I went up to Sheffield the other week to see the Crucible production of Sarah Kane’s Blasted, and amidst the bomb blasting, eye sucking and intimate violence there was a moment so what-the-fuck shocking that I must have blanked it out when I last read the script. It happens about half way through. Brace yourself: a hotel room telephone rings and tabloid hack Ian reaches over the bed, picks it up and answers, “Hello?” – then starts filing copy. By dictation. What jarred, of course, was the sudden and obvious datedness – a seeming anachronism in a play that feels like it could have been written in and for the age of iPhones. Kane’s 1995 staging of the simultaneous proximity and distance of abject horror and conflict to an English domestic scene seemed to reflect today’s fragmented, franchised war that interrupts daily routines unexpectedly, its very existence both accepted and denied.
I had a shorter journey to make last week for Torben Betts’ Muswell Hill at the Park Theatre in Finsbury Park – from Muswell Hill broadway in fact, where I hopped on the W7. Nancy Surman’s design for the play seems to take its visual cues from Blasted‘s overlaying of mass destruction with conventional, literally kitchen-sink stagecraft; her set, a minimalist wooden floored apartment with sleek kitchen units and towering bar stools, is bordered by concrete rubble that’s stacked at the corners and strewn with domestic debris: electrical cables, planks of wood, a pink flipflop. Betts’ play is set in the aftermath of the 2010 Haitian earthquake, but takes place at a North London dinner party – conversations about mortgages and will-they-won’t-they moments between lonely single guests are interrupted by “have you seen the news?” reminders of the far-off carnage.
But for all its bang up to date-ness, Muswell Hill feels like it was written in the 70’s – essentially, it’s Abigail’s Party if Beverley had a drama school accent and worked in HR. Betts loads on all the stock ingredients of a farce: each character’s entrance is increasingly ridiculous, from eccentric friend Karen (Charlotte Pyke) whose vegetarianism the hostess Jess (Annabel Bates) forgets – she can’t eat the fish! – to Jess’s younger sister Annie (Nicole Abraham) who performs a coked up Shakespearean soliloquy and eventually has to be carried to bed.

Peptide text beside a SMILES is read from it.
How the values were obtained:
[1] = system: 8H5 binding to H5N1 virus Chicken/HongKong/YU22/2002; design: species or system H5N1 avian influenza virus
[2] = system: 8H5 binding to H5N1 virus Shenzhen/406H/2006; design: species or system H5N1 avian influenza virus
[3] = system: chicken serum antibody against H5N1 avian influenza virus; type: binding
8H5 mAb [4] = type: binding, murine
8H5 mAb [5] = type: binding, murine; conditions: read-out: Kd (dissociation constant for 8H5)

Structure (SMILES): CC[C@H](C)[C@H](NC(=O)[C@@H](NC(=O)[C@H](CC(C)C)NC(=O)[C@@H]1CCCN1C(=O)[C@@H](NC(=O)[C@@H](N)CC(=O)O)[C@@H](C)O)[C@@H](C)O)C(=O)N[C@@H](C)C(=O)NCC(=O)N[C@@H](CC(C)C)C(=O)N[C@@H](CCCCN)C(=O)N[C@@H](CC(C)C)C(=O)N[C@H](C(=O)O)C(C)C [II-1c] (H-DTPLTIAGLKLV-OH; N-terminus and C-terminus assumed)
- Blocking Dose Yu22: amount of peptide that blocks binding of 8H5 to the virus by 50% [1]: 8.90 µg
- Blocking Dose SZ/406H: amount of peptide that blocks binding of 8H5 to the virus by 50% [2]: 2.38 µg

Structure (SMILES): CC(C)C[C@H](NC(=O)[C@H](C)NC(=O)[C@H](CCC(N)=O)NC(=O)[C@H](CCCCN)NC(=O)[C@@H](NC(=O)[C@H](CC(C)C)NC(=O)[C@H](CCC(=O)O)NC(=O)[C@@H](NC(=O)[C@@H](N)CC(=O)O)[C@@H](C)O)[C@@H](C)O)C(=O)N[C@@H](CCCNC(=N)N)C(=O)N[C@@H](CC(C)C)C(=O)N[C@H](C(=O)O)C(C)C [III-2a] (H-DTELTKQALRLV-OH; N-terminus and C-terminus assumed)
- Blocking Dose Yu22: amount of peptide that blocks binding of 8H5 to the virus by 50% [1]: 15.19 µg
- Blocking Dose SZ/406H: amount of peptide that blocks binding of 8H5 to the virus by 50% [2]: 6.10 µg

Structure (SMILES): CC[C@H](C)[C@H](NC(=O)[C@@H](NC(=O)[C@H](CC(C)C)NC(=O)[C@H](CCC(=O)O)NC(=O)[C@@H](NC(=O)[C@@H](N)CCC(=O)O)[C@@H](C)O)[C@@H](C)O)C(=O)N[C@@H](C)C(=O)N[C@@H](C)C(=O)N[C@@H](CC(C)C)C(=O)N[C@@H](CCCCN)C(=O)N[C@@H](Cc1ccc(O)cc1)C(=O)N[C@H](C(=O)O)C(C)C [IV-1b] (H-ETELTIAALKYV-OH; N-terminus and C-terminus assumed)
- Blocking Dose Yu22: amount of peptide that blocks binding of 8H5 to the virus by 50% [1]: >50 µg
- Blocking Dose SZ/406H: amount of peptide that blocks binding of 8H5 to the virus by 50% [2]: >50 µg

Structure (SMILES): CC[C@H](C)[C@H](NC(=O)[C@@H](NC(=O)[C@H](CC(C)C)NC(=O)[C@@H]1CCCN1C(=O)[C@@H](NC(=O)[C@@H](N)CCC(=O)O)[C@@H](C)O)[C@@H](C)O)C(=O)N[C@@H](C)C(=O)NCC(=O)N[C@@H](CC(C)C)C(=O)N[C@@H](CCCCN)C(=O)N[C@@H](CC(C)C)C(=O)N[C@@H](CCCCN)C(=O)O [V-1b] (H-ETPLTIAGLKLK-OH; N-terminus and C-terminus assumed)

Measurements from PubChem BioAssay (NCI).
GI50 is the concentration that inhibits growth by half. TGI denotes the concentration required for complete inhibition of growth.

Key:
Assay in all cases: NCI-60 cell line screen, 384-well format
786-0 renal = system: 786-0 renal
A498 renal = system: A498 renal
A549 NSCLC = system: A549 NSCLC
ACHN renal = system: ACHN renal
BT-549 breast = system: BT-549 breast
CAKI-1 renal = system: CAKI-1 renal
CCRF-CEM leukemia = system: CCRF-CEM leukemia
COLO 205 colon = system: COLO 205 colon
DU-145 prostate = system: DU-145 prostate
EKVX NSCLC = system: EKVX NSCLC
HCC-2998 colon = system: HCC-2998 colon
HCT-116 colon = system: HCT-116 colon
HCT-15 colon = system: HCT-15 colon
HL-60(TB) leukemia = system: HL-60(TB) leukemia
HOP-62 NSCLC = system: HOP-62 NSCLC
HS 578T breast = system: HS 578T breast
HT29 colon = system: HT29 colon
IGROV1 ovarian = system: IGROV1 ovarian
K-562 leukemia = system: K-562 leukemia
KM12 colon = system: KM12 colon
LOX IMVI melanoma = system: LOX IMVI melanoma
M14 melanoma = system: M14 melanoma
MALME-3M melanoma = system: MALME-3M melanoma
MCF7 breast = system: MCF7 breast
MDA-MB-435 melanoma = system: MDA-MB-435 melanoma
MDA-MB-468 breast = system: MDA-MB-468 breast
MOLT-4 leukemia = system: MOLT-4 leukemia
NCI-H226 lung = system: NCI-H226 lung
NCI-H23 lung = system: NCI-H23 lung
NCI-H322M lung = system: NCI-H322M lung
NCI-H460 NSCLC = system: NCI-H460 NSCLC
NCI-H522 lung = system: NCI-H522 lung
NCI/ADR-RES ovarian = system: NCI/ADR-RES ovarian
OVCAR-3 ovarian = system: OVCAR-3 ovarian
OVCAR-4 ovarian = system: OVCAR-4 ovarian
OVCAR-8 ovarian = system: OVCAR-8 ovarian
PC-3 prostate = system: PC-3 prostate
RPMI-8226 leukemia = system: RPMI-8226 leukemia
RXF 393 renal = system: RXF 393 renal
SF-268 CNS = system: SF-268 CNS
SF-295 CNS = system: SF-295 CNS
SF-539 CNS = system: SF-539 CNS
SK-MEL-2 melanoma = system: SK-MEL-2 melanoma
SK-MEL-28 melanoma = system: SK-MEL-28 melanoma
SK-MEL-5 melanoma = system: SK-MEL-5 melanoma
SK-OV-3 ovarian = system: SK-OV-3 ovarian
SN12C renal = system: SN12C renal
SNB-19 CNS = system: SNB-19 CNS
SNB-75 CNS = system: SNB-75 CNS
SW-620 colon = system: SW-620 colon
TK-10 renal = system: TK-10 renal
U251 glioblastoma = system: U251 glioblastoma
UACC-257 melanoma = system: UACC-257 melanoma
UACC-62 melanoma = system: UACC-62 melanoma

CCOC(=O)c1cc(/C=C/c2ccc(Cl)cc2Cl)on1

The writing has a quick-fire, but often stilted quality – the back and forth dialogue feels as though it’s framed around set-ups to jokes whose punchlines are sometimes funny and sometimes not at all. In fact, most of the conversations just don’t sound real – not the earnest and fraught exchanges between Jess and her partner Mat (Jack Johns), an idle writer who has recently discovered she’s cheated on him, and definitely not the seemingly crowbarred-in references to world events and political differences between the group of disparate dinner guests; oddball Simon (Ralph Aiken) picks up a Chilean bottle of wine and starts to talking about Pinochet’s coup.
But whilst it may seem superficial on the surface, Muswell Hill‘s very obvious staginess points towards something interesting occurring formally – the very deliberate and often laboured framing of empty, bourgeois lifestyles through an exhausted bourgeois form has a knowing, meta-theatrical quality. Even the food Jess cooks is “so reassuringly 1970s”, a reflexive comment, surely, on the whole tired set-up. The question is whether this is enough; in putting a privileged bubble of middle class people into theatrical quotation marks, Betts seems to let his audience (most of whom look very much like the characters onstage) off the hook somewhat, and it feels like there’s a missed opportunity to more boldly deconstruct or even blast the the frame as the play progresses.